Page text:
Our mission is to support application of low-input sustainable agriculture by: Providing, to the best of our ability, technical information about rhizobia, their preservation, and cultural and symbiotic characteristics; Acquiring and preserving the nitrogen-fixing bacterial symbionts of leguminous plants with the goal of maintaining widest possible genetic diversity; Maintaining quality control of new and existing germplasm by evaluation of microbiological purity and by examination of nodulation of the original trap host plant; Distributing cultures to the public and private sectors without charge for these services; Developing or adapting techniques in molecular biology for the determination of genetic diversity of rhizobia, to investigate interactions with their host plants and to identify novel characteristics; Acquiring, maintaining, evaluating quality, and distributing type strains for all the different taxa of nitrogen-fixing legume symbionts; Participating in the UNESCO program.
This database contains functional information on genes commonly studied in humans, pigs, and rodents, including more than 2,300 sequenced at DGIL. Each entry has been manually-annotated and is linked to other porcine databases as well as Homologene, InnateDb and Gene Ontology.
The U.S. National Plant Germplasm System (NPGS) is collaborative effort to safeguard the genetic diversity of agriculturally important plants.
Insects impact American agriculture both as destructive and beneficial organisms. Insect pests, parasites, predators, products, and pollinators are all economically important. It is critically important to distinguish between different species, races, stocks, strains, biotypes, and other genetic entities and to document their different interactions with agriculture and the environment. The goals of the National Invertebrate Genetic Resources Program include: 1. Preservation of reference specimens 2. Maintenance of genetically important germplasm 3. Documentation of specific insect stocks 4. Management of databases 5. Distribution of material to researchers and breeders.
The release of the cacao genome sequence will provide researchers with access to the latest genomic tools, enabling more efficient research and accelerating the breeding process, thereby expediting the release of superior cacao cultivars. The sequenced genotype, Matina 1-6, is representative of the genetic background most commonly found in the cacao producing countries, enabling results to be applied immediately and broadly to current commercial cultivars. Matina 1-6 is highly homozygous which greatly reduces the complexity of the sequence assembly process. While the sequence provided is a preliminary release, it already covers 92% of the genome, with approximately 35,000 genes. We will continue to refine the assembly and annotation, working toward a complete finished sequence.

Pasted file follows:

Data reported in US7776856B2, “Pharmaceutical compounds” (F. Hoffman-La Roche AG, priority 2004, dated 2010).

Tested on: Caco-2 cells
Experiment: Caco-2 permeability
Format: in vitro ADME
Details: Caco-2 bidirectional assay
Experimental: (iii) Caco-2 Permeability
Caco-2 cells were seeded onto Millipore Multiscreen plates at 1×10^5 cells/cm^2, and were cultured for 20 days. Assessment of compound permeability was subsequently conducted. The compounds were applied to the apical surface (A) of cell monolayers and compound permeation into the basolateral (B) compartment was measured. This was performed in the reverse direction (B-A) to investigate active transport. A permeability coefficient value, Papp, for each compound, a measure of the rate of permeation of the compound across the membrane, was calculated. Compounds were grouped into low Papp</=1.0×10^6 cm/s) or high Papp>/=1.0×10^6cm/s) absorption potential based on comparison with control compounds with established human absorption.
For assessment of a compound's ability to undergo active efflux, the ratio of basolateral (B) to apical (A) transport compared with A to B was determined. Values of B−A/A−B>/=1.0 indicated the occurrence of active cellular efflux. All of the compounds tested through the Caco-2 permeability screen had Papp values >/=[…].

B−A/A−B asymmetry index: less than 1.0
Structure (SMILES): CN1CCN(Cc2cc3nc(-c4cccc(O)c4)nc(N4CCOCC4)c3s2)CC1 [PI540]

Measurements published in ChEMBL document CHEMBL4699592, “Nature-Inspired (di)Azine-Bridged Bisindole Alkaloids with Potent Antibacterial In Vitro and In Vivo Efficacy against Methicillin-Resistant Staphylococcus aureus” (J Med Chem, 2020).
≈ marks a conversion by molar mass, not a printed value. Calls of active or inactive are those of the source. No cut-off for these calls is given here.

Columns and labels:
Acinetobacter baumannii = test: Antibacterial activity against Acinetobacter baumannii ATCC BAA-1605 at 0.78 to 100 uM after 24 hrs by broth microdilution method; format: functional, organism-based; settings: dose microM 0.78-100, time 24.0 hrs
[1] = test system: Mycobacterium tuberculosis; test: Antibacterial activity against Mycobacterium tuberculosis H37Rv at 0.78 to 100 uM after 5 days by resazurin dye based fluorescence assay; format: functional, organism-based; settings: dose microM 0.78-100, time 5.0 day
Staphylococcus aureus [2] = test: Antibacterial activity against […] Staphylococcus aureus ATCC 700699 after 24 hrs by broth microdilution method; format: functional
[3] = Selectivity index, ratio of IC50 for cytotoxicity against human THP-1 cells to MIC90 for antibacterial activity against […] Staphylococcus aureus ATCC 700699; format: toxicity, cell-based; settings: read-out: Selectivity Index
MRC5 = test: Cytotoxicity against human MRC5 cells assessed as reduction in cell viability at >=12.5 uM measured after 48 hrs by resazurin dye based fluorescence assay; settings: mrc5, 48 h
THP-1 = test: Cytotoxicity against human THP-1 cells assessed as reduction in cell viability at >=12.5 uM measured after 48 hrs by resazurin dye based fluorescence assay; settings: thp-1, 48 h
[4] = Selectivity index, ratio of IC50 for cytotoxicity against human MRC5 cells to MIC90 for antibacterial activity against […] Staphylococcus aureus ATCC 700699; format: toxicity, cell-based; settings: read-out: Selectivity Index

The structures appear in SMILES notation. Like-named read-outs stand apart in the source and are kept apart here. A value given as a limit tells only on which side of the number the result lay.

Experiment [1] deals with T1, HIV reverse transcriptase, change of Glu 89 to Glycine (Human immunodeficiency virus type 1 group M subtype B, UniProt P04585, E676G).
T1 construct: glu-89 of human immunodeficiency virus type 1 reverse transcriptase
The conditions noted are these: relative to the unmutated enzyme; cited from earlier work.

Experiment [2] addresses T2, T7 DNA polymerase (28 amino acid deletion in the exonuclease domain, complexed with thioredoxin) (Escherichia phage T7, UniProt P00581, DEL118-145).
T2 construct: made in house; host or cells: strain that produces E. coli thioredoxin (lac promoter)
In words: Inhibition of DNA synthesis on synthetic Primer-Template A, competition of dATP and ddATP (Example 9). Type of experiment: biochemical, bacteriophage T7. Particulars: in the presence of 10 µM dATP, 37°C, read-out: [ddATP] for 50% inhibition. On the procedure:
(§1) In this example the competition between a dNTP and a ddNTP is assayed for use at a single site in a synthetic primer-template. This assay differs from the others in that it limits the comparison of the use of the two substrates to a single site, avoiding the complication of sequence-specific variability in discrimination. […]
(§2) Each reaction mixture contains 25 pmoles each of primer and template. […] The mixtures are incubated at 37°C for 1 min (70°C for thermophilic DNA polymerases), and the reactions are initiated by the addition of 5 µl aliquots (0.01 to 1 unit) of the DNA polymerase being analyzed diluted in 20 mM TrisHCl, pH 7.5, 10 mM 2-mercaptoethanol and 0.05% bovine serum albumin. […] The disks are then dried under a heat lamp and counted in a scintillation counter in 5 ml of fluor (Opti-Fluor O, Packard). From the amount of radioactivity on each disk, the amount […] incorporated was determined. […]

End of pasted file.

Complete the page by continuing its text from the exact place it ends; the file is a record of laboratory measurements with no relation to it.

This database server is supported in fulfilment of the research mission of the Mycotoxin Prevention and Applied Microbiology Research Unit at the National Center for Agricultural Utilization Research in Peoria, Illinois. The linked website provides access to gene sequence databases for various groups of microorganisms, such as Streptomyces species or Aspergillus species and their relatives, that are the product of ARS research programs. The sequence databases are organized in the BIGSdb (Bacterial Isolate Genomic Sequence Database) software package developed by Keith Jolley and Martin Maiden at Oxford University.
The TreeGenes database provides custom informatics tools to manage the flood of information resulting from high-throughput genomics projects in forest trees from sample collection to downstream analysis. This resource is enhanced with systems that are well connected with federated databases, automated data flows, machine learning analysis, standardized annotations and quality control processes. The database itself contains several curated modules that support the storage of data and provide the foundation for web-based searches and visualization tools.
PLEXdb (Plant Expression Database) is a unified gene expression resource for plants and plant pathogens. PLEXdb is a genotype to phenotype, hypothesis building information warehouse, leveraging highly parallel expression data with seamless portals to related genetic, physical, and pathway data.